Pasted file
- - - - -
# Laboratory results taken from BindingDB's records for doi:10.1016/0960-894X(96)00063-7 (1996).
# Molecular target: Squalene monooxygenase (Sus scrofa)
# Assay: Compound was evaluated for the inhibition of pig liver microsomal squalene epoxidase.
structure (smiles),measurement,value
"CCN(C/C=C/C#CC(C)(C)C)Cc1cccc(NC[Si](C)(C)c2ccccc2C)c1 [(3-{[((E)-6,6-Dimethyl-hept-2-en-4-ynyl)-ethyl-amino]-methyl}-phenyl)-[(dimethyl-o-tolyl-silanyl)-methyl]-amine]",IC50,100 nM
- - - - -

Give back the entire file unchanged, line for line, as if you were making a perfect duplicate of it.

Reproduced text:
# Laboratory results taken from BindingDB's records for doi:10.1016/0960-894X(96)00063-7 (1996).
# Molecular target: Squalene monooxygenase (Sus scrofa)
# Assay: Compound was evaluated for the inhibition of pig liver microsomal squalene epoxidase.
structure (smiles),measurement,value
"CCN(C/C=C/C#CC(C)(C)C)Cc1cccc(NC[Si](C)(C)c2ccccc2C)c1 [(3-{[((E)-6,6-Dimethyl-hept-2-en-4-ynyl)-ethyl-amino]-methyl}-phenyl)-[(dimethyl-o-tolyl-silanyl)-methyl]-amine]",IC50,100 nM